Breathing is not an activity that anyone is feeling confident about right now. We spend our days covering our mouths and noses with masks, struggling to inhale and exhale. We toss and turn at night, worried that we might be feeling a cough coming on or some tightness in our chests. Covid-19 has turned us into a planet of breath-obsessed people. But as hard as it might be to fathom now, there is a silver lining here: Breathing is a missing pillar of health, and our attention to it is long overdue.
Most of us misunderstand breathing. We see it as passive, something that we just do. Breathe, live; stop breathing, die. But breathing is not that simple. How we breathe matters, too. Inside the breath you just took, there are more molecules of air than there are grains of sand on all the world’s beaches. We each inhale and exhale some 30 pounds of these molecules every day—far more than we eat or drink. The way that we take in that air and expel it is as important as what we eat, how much we exercise and the genes we’ve inherited.
Young children learn breathing techniques in a yoga class.
What doctors found is that breathing habits were directly related to physical and mental health. Breathing properly can allow us to live longer and healthier lives. Breathing poorly, by contrast, can exacerbate and sometimes cause a laundry list of chronic diseases: asthma, anxiety, attention deficit hyperactivity disorder, hypertension and more. Poor breathing habits can even change the physical structure of our skeletons, depleting essential minerals and weakening our bones.
The ancients understood this. Almost every major religion and many cultures—from the Greeks to the Buddhists, Hindus to Native Americans—considered proper breathing essential to health. Starting around 400 B.C., Chinese scholars wrote several books on breath, believing that it could be a medicine or a poison, depending on how we used it. “Therefore, the scholar who nourishes his life refines the form and nourishes his breath,” says a Tao text. “Isn’t this evident?”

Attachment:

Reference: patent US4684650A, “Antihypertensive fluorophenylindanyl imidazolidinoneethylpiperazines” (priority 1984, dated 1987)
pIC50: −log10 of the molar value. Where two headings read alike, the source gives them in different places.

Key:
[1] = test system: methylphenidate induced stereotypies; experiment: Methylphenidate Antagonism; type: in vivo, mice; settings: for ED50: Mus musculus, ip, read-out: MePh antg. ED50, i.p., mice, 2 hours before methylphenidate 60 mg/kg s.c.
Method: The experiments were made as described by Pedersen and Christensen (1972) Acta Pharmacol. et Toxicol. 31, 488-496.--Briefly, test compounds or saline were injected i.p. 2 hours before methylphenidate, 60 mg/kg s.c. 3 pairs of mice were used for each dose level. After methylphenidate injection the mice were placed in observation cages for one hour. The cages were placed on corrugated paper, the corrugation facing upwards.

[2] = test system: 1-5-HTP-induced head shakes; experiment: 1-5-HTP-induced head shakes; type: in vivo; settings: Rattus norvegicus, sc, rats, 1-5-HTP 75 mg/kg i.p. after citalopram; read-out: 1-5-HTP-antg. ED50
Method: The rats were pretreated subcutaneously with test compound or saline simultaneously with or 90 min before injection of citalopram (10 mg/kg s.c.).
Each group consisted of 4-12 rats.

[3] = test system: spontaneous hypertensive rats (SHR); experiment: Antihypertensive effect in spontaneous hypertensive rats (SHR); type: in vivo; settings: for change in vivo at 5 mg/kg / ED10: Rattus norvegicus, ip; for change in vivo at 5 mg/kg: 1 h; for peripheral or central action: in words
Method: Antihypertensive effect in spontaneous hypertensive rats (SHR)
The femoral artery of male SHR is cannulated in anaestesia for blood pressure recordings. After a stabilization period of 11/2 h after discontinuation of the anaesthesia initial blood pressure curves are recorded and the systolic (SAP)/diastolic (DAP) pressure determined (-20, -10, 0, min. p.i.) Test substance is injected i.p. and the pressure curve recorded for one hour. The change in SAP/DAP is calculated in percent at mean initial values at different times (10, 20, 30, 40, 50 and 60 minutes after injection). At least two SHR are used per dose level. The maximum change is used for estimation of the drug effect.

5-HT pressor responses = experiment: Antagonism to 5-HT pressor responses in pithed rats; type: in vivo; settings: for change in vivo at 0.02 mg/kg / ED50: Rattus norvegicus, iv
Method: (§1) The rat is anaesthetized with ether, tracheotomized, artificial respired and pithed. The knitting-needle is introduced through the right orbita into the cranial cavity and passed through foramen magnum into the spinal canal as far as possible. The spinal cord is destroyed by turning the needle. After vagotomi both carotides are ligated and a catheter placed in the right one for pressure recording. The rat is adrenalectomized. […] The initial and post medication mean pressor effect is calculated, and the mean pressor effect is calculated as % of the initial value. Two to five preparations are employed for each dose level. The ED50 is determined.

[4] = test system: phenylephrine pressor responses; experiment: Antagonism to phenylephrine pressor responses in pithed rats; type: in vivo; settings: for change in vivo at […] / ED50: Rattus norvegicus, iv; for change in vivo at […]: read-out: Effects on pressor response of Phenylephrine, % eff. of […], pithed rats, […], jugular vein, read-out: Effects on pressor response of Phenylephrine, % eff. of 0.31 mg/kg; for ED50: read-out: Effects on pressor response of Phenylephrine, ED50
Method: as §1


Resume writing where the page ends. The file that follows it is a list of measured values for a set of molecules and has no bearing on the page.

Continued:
Not really. Think back to your last health check-up. Chances are that your doctor took your blood pressure, pulse and temperature and then placed a stethoscope to your chest to listen to your heart and lungs. But she likely never checked your respiratory rate or breathing habits. And yet how we breathe affects all of these things, and much more.
Today, doctors who study breathing say that the vast majority of Americans do it inadequately.
We can blame some of our poor breathing habits on morphological changes in the human skull. Over the past 300,000 years, our mouths and sinuses have shrunk. It’s gotten so bad that today humans are the only species whose teeth no longer fit in our mouths; they grow in crooked. A smaller mouth and obstructed nose make it harder to breathe. Humans now have the sad distinction of being the most plugged-up species in the animal kingdom. We can also blame our middle-aged bodies. Starting around 30, bones in the chest become thinner and collapse inward. We lose about 12% of our lung capacity by the time we hit 50, and then the decline speeds up. We’re forced to breathe faster and harder, making it even more difficult just to catch a breath. But it’s not all bad news. Unlike problems with other parts of the body, such as the liver or kidneys, we can improve the airways in our too-small mouths and reverse the entropy in our lungs at any age. We can do this by breathing properly.